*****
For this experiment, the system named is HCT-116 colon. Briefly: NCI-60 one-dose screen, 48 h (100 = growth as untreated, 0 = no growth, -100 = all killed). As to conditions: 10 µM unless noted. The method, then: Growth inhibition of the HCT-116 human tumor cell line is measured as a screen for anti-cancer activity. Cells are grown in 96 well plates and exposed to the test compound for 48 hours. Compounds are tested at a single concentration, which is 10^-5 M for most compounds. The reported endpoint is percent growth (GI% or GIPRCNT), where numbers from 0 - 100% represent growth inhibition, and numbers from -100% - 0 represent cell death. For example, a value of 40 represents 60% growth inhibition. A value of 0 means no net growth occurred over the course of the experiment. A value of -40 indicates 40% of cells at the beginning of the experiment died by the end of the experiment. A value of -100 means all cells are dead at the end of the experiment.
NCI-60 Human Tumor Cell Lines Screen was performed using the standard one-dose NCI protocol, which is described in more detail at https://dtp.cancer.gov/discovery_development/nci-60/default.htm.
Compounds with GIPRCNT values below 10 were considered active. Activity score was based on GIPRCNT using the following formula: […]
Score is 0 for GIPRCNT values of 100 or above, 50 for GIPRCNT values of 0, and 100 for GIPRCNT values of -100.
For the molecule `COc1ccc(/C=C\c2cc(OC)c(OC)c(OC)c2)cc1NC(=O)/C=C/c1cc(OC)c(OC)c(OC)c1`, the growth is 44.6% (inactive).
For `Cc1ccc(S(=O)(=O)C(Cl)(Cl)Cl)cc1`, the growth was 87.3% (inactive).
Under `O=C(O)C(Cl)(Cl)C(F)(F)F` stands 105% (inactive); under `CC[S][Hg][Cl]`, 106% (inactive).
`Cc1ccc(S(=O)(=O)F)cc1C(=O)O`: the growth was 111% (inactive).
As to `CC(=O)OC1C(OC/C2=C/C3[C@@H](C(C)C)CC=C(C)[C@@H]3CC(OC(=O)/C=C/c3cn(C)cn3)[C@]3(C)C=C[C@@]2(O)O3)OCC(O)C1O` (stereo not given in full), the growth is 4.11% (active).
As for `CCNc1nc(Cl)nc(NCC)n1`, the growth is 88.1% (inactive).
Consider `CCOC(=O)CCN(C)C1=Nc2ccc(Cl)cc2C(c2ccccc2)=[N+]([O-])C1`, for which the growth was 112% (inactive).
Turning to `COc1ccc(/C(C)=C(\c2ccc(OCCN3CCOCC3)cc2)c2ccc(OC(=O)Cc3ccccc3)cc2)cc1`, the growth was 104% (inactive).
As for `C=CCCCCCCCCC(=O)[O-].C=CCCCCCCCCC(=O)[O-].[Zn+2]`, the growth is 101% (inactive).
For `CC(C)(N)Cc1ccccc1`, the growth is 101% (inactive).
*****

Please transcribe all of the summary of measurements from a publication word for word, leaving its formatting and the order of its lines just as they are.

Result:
For this experiment, the system named is HCT-116 colon. Briefly: NCI-60 one-dose screen, 48 h (100 = growth as untreated, 0 = no growth, -100 = all killed). As to conditions: 10 µM unless noted. The method, then: Growth inhibition of the HCT-116 human tumor cell line is measured as a screen for anti-cancer activity. Cells are grown in 96 well plates and exposed to the test compound for 48 hours. Compounds are tested at a single concentration, which is 10^-5 M for most compounds. The reported endpoint is percent growth (GI% or GIPRCNT), where numbers from 0 - 100% represent growth inhibition, and numbers from -100% - 0 represent cell death. For example, a value of 40 represents 60% growth inhibition. A value of 0 means no net growth occurred over the course of the experiment. A value of -40 indicates 40% of cells at the beginning of the experiment died by the end of the experiment. A value of -100 means all cells are dead at the end of the experiment.
NCI-60 Human Tumor Cell Lines Screen was performed using the standard one-dose NCI protocol, which is described in more detail at https://dtp.cancer.gov/discovery_development/nci-60/default.htm.
Compounds with GIPRCNT values below 10 were considered active. Activity score was based on GIPRCNT using the following formula: […]
Score is 0 for GIPRCNT values of 100 or above, 50 for GIPRCNT values of 0, and 100 for GIPRCNT values of -100.
For the molecule `COc1ccc(/C=C\c2cc(OC)c(OC)c(OC)c2)cc1NC(=O)/C=C/c1cc(OC)c(OC)c(OC)c1`, the growth is 44.6% (inactive).
For `Cc1ccc(S(=O)(=O)C(Cl)(Cl)Cl)cc1`, the growth was 87.3% (inactive).
Under `O=C(O)C(Cl)(Cl)C(F)(F)F` stands 105% (inactive); under `CC[S][Hg][Cl]`, 106% (inactive).
`Cc1ccc(S(=O)(=O)F)cc1C(=O)O`: the growth was 111% (inactive).
As to `CC(=O)OC1C(OC/C2=C/C3[C@@H](C(C)C)CC=C(C)[C@@H]3CC(OC(=O)/C=C/c3cn(C)cn3)[C@]3(C)C=C[C@@]2(O)O3)OCC(O)C1O` (stereo not given in full), the growth is 4.11% (active).
As for `CCNc1nc(Cl)nc(NCC)n1`, the growth is 88.1% (inactive).
Consider `CCOC(=O)CCN(C)C1=Nc2ccc(Cl)cc2C(c2ccccc2)=[N+]([O-])C1`, for which the growth was 112% (inactive).
Turning to `COc1ccc(/C(C)=C(\c2ccc(OCCN3CCOCC3)cc2)c2ccc(OC(=O)Cc3ccccc3)cc2)cc1`, the growth was 104% (inactive).
As for `C=CCCCCCCCCC(=O)[O-].C=CCCCCCCCCC(=O)[O-].[Zn+2]`, the growth is 101% (inactive).
For `CC(C)(N)Cc1ccccc1`, the growth is 101% (inactive).